Google's Listen, My Tracks, and navigation applications. I consume lots of podcasts, and the Listen application is a great way to do so. You can subscribe to podcasts, search a large number of podcasts for whatever search terms interest you, and queue podcasts up for serial listening. My Tracks records where you go with the built-in GPS system, showing your location on a map, calculating elevation gains and average speed, and letting you share tracks with others or record the data for purposes of geotagging your photos. The standard-issue mapping application is very handy not just for car navigation but also for search, though when following its directions, I think it should be easier to switch among the map view, turn-by-turn instructions, and auto sat-nav style spoken instructions. If I lived in the United States, I'd probably like the Google Voice application that's banished from the iPhone, but it's useless outside Google's country of birth.
Good-bye, iTunes. There's a place for an all-purpose program to synchronize your phone with your PCs, but I've never liked iTunes, and I resent the fact that it's required for using an iPhone. Android errs on the other side of the spectrum, with no application whatsoever, but I'd rather have a phone I can get to with ordinary means such as USB than a shackled connection such as iTunes. If I listened to more music and watched more video, then iTunes would be more of an asset, to be sure, but for now I'm happy to listen to my own MP3 files or buy them through other means such as Amazon.
Voice controls. In newer versions of Android, the microphone icon can be a handy way to enter search queries. It's not flawless, especially when there's background noise, but Google is steadily improving this aspect of its online services, and typing is a drag if not downright illegal when you're walking or driving.
A keyboard with a comma. It's a small thing, but I use commas almost as often as periods. I also liked the long-press options in Android to get alternate characters. And the predictive word completion is helpful.
The status bar. On a computer with a big screen, I prefer to have a menu bar built into application windows, as in Microsoft Windows, rather than having a permanent menu bar, as in Mac OS X. But on a tiny-screen mobile device, Android's status bar at the top is good at offering a quick glance at what's going on.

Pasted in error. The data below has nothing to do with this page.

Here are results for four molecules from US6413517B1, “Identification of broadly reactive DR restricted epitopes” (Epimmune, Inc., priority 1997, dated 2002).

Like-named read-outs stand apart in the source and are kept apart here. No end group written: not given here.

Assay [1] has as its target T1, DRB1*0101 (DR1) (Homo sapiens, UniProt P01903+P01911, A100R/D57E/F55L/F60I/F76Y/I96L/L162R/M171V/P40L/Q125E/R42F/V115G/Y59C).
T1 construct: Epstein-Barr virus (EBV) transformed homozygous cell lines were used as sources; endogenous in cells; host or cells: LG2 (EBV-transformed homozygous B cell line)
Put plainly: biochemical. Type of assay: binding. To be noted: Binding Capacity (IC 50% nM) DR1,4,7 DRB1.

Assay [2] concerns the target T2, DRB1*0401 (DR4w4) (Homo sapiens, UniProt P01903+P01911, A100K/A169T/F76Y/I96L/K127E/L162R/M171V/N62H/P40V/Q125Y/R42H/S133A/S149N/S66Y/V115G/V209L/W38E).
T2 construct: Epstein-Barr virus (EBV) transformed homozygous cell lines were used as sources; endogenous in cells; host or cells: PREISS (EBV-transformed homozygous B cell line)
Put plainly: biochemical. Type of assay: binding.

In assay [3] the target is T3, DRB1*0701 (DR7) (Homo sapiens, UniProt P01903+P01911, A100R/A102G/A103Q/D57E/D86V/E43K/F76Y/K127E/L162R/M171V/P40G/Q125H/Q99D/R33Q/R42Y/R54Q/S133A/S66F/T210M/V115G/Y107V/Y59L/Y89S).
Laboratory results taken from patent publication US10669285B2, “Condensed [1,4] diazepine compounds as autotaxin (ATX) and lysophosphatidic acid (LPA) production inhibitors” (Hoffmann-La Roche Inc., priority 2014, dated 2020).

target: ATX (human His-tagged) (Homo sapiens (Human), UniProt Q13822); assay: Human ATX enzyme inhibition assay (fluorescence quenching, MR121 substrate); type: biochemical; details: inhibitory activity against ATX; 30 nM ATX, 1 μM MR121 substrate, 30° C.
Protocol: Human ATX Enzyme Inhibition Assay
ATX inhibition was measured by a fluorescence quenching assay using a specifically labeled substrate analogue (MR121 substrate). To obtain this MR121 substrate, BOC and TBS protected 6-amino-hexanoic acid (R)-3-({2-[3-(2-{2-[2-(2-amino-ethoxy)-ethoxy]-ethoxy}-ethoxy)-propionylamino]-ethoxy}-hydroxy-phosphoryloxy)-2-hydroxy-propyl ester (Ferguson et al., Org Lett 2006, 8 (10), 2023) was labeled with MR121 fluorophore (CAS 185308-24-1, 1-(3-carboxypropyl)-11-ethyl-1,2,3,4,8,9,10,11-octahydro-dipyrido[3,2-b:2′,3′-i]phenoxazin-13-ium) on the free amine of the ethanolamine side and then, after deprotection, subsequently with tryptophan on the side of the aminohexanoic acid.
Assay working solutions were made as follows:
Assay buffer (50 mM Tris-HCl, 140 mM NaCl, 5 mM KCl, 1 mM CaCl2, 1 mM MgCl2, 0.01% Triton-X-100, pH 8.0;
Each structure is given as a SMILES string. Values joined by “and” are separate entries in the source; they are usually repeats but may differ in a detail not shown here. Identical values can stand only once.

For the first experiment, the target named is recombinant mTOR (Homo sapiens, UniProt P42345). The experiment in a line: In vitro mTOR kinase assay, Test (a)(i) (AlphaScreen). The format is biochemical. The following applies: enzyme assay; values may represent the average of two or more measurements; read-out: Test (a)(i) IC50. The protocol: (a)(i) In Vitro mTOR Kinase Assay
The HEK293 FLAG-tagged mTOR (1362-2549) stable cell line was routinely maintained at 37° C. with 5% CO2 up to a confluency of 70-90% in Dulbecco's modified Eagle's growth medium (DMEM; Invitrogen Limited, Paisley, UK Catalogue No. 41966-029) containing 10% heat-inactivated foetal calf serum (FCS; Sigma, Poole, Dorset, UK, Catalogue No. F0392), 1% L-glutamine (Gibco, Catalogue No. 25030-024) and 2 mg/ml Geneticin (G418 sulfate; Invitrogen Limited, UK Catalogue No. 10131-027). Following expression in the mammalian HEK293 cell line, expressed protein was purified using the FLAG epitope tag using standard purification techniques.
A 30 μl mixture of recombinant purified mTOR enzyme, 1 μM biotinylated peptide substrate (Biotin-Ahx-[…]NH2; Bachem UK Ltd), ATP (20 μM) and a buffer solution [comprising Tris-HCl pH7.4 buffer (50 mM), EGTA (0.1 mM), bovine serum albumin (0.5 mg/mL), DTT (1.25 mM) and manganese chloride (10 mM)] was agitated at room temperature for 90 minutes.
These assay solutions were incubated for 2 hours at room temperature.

A way to reposition a cursor in a text field. With the iPhone, you have to jab at what you think is the right spot, but as often as not, your cursor is one character to the left or right. I handle a lot of text, and I hated this aspect of the iPhone. Some gripe that Android phones' trackballs andare redundant since the phone has a touch screen, but I say they offer precision when it's needed, and I need it a lot.
Where Android falls short
Not all is smooth sailing:
Probably the single biggest weakness of Android phones is application availability. There are lots, with more arriving steadily, but it's no match for Apple, especially when it comes to games. Note that iPhone games also run on the iPod Touch and now the iPad, so the incentive is powerful for developers to reach that market. No doubt Android will follow somewhat into those parallel markets, but for now, it's clearly not the top priority among mobile programmers. I find it baffling, for example, that there's no Yahoo application for using Flickr, though the Web-based mobile site is reasonable and it's simple to upload a photo via e-mail. I missed the Aldiko reader app, I've discovered the glories of out-of-copyright books such as Grimm's fairy tales, "Tarzan," "The Wonderful Wizard of Oz," "Oliver Twist," "The Three Musketeers," "Moby Dick," and a bunch of Rudyard Kipling tales (I read aloud to my son a lot). (Update: Amazon said Tuesday that .), but with the